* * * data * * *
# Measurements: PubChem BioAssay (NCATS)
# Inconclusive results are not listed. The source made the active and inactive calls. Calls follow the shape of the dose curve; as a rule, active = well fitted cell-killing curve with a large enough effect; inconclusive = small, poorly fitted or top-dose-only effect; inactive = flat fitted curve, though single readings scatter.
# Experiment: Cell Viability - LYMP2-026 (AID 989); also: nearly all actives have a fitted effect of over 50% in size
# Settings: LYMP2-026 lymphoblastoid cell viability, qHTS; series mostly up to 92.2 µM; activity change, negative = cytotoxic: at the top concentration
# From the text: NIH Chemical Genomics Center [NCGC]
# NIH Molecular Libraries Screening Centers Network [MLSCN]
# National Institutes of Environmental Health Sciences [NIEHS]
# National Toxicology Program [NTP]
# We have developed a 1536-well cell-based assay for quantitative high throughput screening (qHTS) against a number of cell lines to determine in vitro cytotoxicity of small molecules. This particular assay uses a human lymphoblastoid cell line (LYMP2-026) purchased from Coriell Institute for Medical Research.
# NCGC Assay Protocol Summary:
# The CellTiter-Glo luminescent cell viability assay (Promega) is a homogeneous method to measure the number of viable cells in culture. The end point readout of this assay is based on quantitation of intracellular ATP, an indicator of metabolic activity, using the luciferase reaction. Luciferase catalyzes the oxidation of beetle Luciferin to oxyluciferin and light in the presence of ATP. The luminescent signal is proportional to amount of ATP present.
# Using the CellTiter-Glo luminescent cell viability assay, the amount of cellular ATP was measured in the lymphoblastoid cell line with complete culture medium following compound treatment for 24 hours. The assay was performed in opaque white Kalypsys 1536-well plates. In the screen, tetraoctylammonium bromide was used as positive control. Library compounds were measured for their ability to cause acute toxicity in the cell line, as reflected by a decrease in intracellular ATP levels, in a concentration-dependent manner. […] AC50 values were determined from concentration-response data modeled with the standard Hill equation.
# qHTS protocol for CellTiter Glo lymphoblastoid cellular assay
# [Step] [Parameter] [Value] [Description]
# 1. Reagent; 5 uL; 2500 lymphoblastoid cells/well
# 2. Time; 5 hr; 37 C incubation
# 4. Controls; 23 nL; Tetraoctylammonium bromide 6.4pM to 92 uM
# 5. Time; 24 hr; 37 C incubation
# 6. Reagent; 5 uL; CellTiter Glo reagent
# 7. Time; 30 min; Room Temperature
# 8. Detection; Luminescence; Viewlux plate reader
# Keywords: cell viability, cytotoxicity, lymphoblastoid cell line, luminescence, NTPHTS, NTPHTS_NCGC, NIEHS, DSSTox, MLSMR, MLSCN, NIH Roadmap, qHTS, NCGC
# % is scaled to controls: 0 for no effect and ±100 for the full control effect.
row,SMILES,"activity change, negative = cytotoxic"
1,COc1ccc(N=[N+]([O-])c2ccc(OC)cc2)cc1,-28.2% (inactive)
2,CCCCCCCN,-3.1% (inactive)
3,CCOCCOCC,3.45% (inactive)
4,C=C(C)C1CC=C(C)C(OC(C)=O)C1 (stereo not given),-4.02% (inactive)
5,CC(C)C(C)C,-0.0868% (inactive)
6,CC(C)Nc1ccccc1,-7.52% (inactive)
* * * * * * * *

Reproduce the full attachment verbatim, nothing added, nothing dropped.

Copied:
# Measurements: PubChem BioAssay (NCATS)
# Inconclusive results are not listed. The source made the active and inactive calls. Calls follow the shape of the dose curve; as a rule, active = well fitted cell-killing curve with a large enough effect; inconclusive = small, poorly fitted or top-dose-only effect; inactive = flat fitted curve, though single readings scatter.
# Experiment: Cell Viability - LYMP2-026 (AID 989); also: nearly all actives have a fitted effect of over 50% in size
# Settings: LYMP2-026 lymphoblastoid cell viability, qHTS; series mostly up to 92.2 µM; activity change, negative = cytotoxic: at the top concentration
# From the text: NIH Chemical Genomics Center [NCGC]
# NIH Molecular Libraries Screening Centers Network [MLSCN]
# National Institutes of Environmental Health Sciences [NIEHS]
# National Toxicology Program [NTP]
# We have developed a 1536-well cell-based assay for quantitative high throughput screening (qHTS) against a number of cell lines to determine in vitro cytotoxicity of small molecules. This particular assay uses a human lymphoblastoid cell line (LYMP2-026) purchased from Coriell Institute for Medical Research.
# NCGC Assay Protocol Summary:
# The CellTiter-Glo luminescent cell viability assay (Promega) is a homogeneous method to measure the number of viable cells in culture. The end point readout of this assay is based on quantitation of intracellular ATP, an indicator of metabolic activity, using the luciferase reaction. Luciferase catalyzes the oxidation of beetle Luciferin to oxyluciferin and light in the presence of ATP. The luminescent signal is proportional to amount of ATP present.
# Using the CellTiter-Glo luminescent cell viability assay, the amount of cellular ATP was measured in the lymphoblastoid cell line with complete culture medium following compound treatment for 24 hours. The assay was performed in opaque white Kalypsys 1536-well plates. In the screen, tetraoctylammonium bromide was used as positive control. Library compounds were measured for their ability to cause acute toxicity in the cell line, as reflected by a decrease in intracellular ATP levels, in a concentration-dependent manner. […] AC50 values were determined from concentration-response data modeled with the standard Hill equation.
# qHTS protocol for CellTiter Glo lymphoblastoid cellular assay
# [Step] [Parameter] [Value] [Description]
# 1. Reagent; 5 uL; 2500 lymphoblastoid cells/well
# 2. Time; 5 hr; 37 C incubation
# 4. Controls; 23 nL; Tetraoctylammonium bromide 6.4pM to 92 uM
# 5. Time; 24 hr; 37 C incubation
# 6. Reagent; 5 uL; CellTiter Glo reagent
# 7. Time; 30 min; Room Temperature
# 8. Detection; Luminescence; Viewlux plate reader
# Keywords: cell viability, cytotoxicity, lymphoblastoid cell line, luminescence, NTPHTS, NTPHTS_NCGC, NIEHS, DSSTox, MLSMR, MLSCN, NIH Roadmap, qHTS, NCGC
# % is scaled to controls: 0 for no effect and ±100 for the full control effect.
row,SMILES,"activity change, negative = cytotoxic"
1,COc1ccc(N=[N+]([O-])c2ccc(OC)cc2)cc1,-28.2% (inactive)
2,CCCCCCCN,-3.1% (inactive)
3,CCOCCOCC,3.45% (inactive)
4,C=C(C)C1CC=C(C)C(OC(C)=O)C1 (stereo not given),-4.02% (inactive)
5,CC(C)C(C)C,-0.0868% (inactive)
6,CC(C)Nc1ccccc1,-7.52% (inactive)